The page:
When Window Replacement Is Not in the Budget
Maybe you’ve been wishing for years that you could replace your energy-draining single pane windows, but the money just hasn’t been in the budget. There are some less expensive steps you can take to reduce the energy loss.
The Department of Energy has compiled a list of tips for home owners with single pane windows. For cold climates, they recommend:
You can frame a heavy-duty clear plastic sheet and attach it to the inside of your windows. Or you can tape the plastic to the window frame. The plastic should be sealed tightly to prevent cold air from getting past the plastic.
You can mount tight-fitting insulated window shades. Some types will even have a sealing system such as snaps or magnets to hold the drape tight against the frame.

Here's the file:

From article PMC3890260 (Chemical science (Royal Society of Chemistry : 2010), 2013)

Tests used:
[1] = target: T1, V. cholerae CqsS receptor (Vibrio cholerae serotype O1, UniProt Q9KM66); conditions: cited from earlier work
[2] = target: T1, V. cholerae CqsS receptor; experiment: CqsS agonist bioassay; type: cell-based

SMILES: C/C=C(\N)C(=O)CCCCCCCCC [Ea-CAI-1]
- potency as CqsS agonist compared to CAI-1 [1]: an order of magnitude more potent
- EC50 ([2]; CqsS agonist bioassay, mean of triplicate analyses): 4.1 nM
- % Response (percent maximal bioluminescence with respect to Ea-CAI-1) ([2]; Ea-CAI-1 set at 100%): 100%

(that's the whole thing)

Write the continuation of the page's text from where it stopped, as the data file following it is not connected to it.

Close your shades at night. In the daytime, leave them closed if the windows are in the shade and it is cold outside. If the sun is on the windows, open the shades to take advantage of the solar gain. Keep the windows clean to let more sun come through.
Install storm windows, which will be cheaper than a full window replacement (How much does it cost to replace windows?)
In warm weather, the Energy Department recommends:
- Use white window shades and blinds to reflect sun and heat.
- Close the curtains on the hot (south and west) side of the house during the day.
- Install awnings on the south and west sides of the house to block sunlight during the heat of the day.
Apply a sun-reflecting film to the south-side windows to reduce heating from the sun (solar gain).
Of course, if you crunched the numbers, you might discover that replacing your single pane windows several years ago would have paid for itself by now. Maybe low-e double-glazed windows will make next year’s budget.